A Virus That Kills Cancer

A Virus That Kills Cancer

1:21pm Aug 07, 2015
The wild poliovirus as seen through a microscope. The virus invades the nervous system, causing paralysis in one out of every 200 children.
polioeradication.org

SciWorks Radio is a production of 88.5 WFDD and SciWorks, the Science Center and Environmental Park of Forsyth County, located in Winston-Salem.

The holy grail of health care, arguably, is a cure for cancer. For decades we’ve relied on treatments like radiation therapy and chemotherapy, which don’t always work and can have some horrible side-effects. After all, chemotherapy was inspired by mustard gas around the time of World War I. But cancer cells are part of our own bodies so they are always with us, and our immune system recognizes them and kills them. 

Sometimes the cancer grows and defends itself, that’s when we become sick with cancer. So a neat trick would be getting the body’s immune system to one-up these tumors and fight back. Right? That’s called Immunotherapy. How do you do make that work? To find out, I spoke with Dr. Annick Desjardins, Associate Professor of Neurology at Duke University Medical Center, who, along with a team lead by Dr. Matthias Gromeier are working on this.

The poliovirus will attach to every solid tumor cancer cell.

We’ve known that for a long time about our old enemy Polio, that it will cling to cancer. But how do we use this to our advantage? Well first you need to tame the virus. The Team at Duke did that by genetically modifying it, and giving it a cold . . . sort of.

We do know the receptor for the poliovirus is present on the solid tumor, so we decided that the first trial will be with a brain tumor patient. We took the Sabin vaccine . . .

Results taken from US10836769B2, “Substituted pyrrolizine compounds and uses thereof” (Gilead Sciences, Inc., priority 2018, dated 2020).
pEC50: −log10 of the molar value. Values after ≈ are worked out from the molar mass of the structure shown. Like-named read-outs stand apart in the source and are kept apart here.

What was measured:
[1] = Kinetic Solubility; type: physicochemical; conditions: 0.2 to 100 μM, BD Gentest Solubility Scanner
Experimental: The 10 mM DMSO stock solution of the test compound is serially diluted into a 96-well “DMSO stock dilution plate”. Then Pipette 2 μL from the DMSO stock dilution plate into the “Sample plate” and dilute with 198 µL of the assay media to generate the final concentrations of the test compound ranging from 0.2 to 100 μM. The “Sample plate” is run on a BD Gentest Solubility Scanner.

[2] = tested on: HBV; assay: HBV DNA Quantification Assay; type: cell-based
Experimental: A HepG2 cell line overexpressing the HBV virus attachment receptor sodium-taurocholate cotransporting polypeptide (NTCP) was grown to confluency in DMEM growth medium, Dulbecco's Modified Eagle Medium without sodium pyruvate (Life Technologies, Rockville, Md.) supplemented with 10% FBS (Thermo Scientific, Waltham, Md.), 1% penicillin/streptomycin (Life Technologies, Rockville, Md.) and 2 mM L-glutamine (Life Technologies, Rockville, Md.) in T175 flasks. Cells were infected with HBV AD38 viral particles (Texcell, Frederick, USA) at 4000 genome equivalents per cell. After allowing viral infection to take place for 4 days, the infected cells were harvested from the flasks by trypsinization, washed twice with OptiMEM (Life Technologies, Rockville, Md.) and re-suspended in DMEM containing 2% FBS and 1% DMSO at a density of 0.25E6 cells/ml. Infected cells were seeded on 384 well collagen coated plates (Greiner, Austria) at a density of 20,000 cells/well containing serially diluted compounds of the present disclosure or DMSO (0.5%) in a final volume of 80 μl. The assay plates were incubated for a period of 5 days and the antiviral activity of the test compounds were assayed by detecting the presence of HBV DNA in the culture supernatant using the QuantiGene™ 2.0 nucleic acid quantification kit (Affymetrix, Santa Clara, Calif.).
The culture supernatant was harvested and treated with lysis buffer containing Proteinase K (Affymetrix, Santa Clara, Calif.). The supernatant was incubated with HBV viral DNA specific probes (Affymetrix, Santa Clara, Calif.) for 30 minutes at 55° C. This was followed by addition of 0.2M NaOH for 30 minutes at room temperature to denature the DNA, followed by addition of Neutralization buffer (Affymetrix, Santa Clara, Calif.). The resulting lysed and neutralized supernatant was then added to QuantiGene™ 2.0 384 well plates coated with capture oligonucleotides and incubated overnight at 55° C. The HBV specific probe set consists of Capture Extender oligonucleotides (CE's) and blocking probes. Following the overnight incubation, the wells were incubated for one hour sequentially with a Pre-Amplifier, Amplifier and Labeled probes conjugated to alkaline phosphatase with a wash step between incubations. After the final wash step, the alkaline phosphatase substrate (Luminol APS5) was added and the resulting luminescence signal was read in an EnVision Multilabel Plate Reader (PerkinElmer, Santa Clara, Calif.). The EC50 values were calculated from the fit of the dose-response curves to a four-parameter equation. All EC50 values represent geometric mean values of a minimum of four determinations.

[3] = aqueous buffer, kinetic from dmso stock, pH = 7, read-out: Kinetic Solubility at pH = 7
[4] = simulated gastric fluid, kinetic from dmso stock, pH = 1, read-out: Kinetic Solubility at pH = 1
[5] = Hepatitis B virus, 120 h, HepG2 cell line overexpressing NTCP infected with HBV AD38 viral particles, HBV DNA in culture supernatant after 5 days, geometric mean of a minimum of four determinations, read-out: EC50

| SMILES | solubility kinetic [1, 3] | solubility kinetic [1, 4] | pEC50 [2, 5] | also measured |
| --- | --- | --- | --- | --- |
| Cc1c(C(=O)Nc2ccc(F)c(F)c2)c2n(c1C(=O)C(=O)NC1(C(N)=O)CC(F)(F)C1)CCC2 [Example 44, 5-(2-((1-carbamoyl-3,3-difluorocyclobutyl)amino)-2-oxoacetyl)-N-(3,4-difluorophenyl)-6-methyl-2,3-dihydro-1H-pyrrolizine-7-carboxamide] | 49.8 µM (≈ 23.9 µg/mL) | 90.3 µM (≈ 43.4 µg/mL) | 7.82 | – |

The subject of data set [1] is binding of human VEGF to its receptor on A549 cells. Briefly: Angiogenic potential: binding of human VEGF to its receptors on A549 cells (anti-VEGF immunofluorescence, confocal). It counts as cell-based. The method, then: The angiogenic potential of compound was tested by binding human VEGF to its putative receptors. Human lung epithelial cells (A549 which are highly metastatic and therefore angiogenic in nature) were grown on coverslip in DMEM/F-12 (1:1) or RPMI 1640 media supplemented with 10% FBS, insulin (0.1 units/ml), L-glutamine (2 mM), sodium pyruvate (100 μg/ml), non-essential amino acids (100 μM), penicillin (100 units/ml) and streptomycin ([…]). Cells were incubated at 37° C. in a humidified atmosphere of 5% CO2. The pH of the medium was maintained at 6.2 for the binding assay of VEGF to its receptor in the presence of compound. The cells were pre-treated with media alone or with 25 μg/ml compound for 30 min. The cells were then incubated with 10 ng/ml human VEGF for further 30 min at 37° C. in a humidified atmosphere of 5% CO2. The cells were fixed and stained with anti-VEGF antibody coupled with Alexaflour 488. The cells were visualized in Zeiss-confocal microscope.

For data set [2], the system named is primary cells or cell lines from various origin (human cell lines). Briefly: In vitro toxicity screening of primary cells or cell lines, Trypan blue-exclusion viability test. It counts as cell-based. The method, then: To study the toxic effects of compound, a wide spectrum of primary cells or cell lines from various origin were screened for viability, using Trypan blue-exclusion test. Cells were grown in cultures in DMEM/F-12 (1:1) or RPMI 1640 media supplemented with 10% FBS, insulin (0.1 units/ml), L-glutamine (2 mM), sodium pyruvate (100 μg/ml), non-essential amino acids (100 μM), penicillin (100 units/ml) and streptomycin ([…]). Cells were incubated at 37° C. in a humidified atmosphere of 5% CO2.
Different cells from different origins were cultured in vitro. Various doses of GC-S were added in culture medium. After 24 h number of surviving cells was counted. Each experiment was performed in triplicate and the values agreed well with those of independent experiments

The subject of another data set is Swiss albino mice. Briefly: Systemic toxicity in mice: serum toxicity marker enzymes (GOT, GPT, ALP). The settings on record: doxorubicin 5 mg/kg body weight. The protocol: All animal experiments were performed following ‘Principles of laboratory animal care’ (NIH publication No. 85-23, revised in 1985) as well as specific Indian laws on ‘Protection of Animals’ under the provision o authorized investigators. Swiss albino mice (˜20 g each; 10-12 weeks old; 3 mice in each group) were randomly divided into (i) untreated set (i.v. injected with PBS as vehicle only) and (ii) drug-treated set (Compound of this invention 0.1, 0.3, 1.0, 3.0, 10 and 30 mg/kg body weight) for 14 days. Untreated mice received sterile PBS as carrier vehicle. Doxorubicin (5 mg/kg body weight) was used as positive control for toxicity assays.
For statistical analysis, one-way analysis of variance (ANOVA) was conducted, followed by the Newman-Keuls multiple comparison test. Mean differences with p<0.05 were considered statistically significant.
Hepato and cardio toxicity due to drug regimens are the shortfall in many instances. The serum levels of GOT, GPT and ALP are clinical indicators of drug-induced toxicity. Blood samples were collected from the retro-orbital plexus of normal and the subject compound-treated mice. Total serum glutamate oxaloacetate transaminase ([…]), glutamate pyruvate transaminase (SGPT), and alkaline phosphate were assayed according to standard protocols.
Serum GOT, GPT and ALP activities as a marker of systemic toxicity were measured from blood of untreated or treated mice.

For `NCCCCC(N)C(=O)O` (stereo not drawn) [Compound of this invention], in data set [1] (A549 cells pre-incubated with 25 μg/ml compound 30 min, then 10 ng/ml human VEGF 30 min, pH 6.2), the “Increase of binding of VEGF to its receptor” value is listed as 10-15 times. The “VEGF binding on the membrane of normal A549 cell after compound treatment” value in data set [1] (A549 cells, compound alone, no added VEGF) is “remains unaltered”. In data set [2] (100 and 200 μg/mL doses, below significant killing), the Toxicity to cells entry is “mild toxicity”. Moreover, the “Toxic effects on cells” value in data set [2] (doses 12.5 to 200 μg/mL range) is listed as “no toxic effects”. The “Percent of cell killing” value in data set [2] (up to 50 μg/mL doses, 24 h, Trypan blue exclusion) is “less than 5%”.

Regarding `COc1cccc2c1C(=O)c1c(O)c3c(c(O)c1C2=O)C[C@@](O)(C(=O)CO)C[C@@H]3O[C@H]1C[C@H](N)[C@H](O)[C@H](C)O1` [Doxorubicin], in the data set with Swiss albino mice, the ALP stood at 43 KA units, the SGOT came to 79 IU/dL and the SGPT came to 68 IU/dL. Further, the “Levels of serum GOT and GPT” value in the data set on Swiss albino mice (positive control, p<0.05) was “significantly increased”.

Which contains live, though weakened, poliovirus . . . 

 . . . removed the part of the gene of the virus that is toxic to the gut and the nervous system, the spinal cord, and replaced it with the cold virus. So, we tricked the virus by making it think it’s complete, that it’s a whole virus, when in fact a part of it has been replaced with something else. We inject the modified poliovirus into the tumor. The modified poliovirus will infect a few of those glioblastoma cells, so the immune system thinks that it’s going to destroy polio and kill polio, when in fact what is there is the glioblastoma.

A glioblastoma is a type of tumor usually found in the brain. This process has been been used with varying success.

We treated our first patient in the beginning of 2012. It was a young woman that was diagnosed when she was 20 years old. Surgery, radiation. The tumor came back 9 months later. We do expect that the survival would have been less than one year after the tumor came back, so in January of 2012 we injected her with the poliovirus, and three years later there is absolutely no sign of cancer in her brain. We have a number of other patients that are also following behind. So far there is no sign of active tumor. There are some other patients where it didn’t work as well. Was it because of the dose? Was it because of the size of the tumor? Was it their immune system or the different treatments they were on? Did it interfere with the poliovirus? It’s possible, but it's all things we are looking in to.

The possibility of curing brain cancer is exciting. So what about other kinds of cancer?

We’re still at the phase that we’re looking at what is the optimal dose that will trigger enough immune response to wake up and to kill the tumor, but not so much that the immune system is too awake and becomes dangerous. Once we have looked into finding the right dose, we are thinking of moving into other types of cancer. Waking up the immune system is something we have worked on for many years. So it is very exciting for us. We also have to remember though, that we still need to be smart. We still need to be careful. Because every time that you have a new treatment, there is a curveball that shows up. When you bring a new treatment, you need to be aware that it is possible that the cancer will react in a way that it learns how to fight the treatment. That’s why even if, yes we are very positive, yes we are getting better and smarter, and understanding the immune system, we still need to give us the chance to understand it better. To do the research and do it right.

This Time Round, the theme music for SciWorks Radio, appears as a generous contribution by the band Storyman and courtesy of UFOmusic.com. 

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